In order to form the mechanical interlock 74 between the liners 64 and piston cylinder chamber-forming cores 56a, 56b, the cores 56a, 56b are formed in-situ (i.e., in place) with the liner members 64. This process involves first machining the annular ring-like recess 80 into the inner wall surface of the liner members 64 adjacent the lower end 68 and disposing the liner members 64 within a cavity of a core box (not shown). A refractory particulate material/binder core mixture is then introduced into the core box cavity and against the inner surface of the liner member 64 so as to fill the recess 80 with a projection 76 and allowed to cure to form the interlock 74. The core/liner assembly 56a, or 56b is then removed from the core box for use in making the casting mold 22. The core mixture may be introduced into the core box by any of a number of well known methods including compaction or blowing.

Following casting of the cylinder block 26, the inner surface of the liner members 64 are machined to manufacturers specifications at which time the recesses 80 are removed so as to not interfere with the operation of the engine.

The piston cylinder chamber-forming cores 56a, 56b are further provided with heating means 84 disposed within the main body portions 60a, 60b for heating the liner members 64. The heating means 84 preferably includes induction coil type heaters 84 as shown in the drawings but may include other types of heating devices known to the art. The induction heaters 84 are preferably disposed in associated central blind recesses 86 of the cores 56a, 56b which are open at the top to the outside of the mold 22 and extend therefrom down into each of the main body portions 60a, 60b to within the confines of the liner members 64 as shown in FIG. 1. The heaters 84 are preferably separable from the cores 56a, 56b enabling the heaters 84 to be inserted into the blind recesses 86 during casting to heat the liners 64 and, following casting, being retractable out of the recesses 86 for subsequent reuse with other casting molds. In other words, the heaters 84 are supported in such a way as to enable them to be selectively inserted and withdrawn from their associated recesses 86.

The heaters 84 are preferably used to preheat the liners 64 prior to casting. This preheating of the liners 64 promotes good lay up and cohesion of the molten metal and liners 64. Heating with induction type heaters 84 causes the liner 64 to be heated, but, because the insulating properties of the refractory piston cylinder chamber-forming cores 56a, 56b, the cores 56a, 56b are relatively unaffected by induction heating (except, of course, for a small amount of conductive heat gained by contact with the surrounding liners 64). Because of the relative differences in heating, the liners 64 are caused to expand relative to the main body portions 60a, 60b. That is, the inner diameter of the liner members 64 increases relative to the outer diameter of the main body portion 60a, 60b. The interlock 74 provides a means for accommodating the relative changes in diameter between the liners 64 and main body portions 60a, 60b and preventing the liners 64 from sliding downwardly on the main body portions 60a, 60b out of their proper position. It has been found that forming the recess 80 to a depth of about 0.020 inches is sufficient to accommodate the growth of the liner 64 while retaining a mechanical interlock with the projections 76 to prevent slippage. It will be understood, however, that the depth of the recess 80 may be larger or smaller than 0.020 inches, depending on the particular application.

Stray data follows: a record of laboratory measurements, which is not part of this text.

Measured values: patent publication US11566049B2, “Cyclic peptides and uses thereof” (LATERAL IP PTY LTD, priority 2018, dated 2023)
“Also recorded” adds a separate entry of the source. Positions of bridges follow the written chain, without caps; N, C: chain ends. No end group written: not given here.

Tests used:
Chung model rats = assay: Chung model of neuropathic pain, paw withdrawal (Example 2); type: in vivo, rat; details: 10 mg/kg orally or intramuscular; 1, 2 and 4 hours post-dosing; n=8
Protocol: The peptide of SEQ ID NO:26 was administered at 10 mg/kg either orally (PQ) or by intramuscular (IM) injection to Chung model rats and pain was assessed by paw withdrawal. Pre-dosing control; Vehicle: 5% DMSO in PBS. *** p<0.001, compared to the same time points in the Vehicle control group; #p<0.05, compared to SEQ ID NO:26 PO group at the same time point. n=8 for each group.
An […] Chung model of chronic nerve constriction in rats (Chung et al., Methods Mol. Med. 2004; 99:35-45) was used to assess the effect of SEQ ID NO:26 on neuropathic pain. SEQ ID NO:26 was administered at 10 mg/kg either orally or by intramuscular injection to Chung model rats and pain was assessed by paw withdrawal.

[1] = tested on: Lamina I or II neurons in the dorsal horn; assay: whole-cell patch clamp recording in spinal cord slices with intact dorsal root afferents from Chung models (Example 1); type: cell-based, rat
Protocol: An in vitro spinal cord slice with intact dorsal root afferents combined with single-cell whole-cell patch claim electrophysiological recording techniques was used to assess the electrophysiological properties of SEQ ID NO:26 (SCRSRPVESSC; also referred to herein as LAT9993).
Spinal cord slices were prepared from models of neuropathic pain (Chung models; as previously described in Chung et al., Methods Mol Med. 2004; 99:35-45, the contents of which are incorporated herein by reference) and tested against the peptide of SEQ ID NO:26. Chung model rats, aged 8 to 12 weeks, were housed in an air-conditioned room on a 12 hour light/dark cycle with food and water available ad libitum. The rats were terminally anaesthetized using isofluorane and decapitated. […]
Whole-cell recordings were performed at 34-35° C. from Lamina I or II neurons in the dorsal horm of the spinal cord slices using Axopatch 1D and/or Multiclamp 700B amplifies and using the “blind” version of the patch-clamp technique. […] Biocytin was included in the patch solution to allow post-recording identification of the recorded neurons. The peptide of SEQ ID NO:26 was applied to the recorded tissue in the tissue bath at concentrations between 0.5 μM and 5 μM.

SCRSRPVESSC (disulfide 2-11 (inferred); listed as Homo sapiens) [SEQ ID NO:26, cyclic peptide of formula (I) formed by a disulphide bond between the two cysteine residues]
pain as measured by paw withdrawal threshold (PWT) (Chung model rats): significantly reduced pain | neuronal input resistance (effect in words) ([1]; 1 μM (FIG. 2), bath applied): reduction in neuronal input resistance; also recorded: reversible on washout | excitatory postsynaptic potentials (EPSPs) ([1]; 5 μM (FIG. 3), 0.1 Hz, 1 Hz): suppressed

The coring arrangement also includes a pair of left and right water jacket cores 92a, 92b (FIG. 1) which are disposed about and spaced from the liner members 64 for forming corresponding left and right water jacket chambers 94a, 94b around the liner members 64 and through which water is circulated to cool the piston cylinder chambers during operation of the engine.

Also included in the coring arrangement is an upper valley core 96 of generally triangular transverse cross-sectional shape (FIG. 1). The valley core 96 is sealingly joined, such as by cementing, to the base portions 58a, 58b of the piston cylinder chamber-forming core 56a, 56b along respective left and right side edges of the core 96 and at its ends to the front and rear end face cores 42, 44 for forming a corresponding V-shaped valley 98 between the left and right banks of piston cylinder chambers 62a.

Included also among the various cores are a left and right pair of combined push rod passage/oil gallery-forming cores 100a, 100b mounted to the valley core 96 and a combined camshaft gallery/oil gallery-forming core 102 mounted to the top of the crankcase cores 41 within the cavity 24.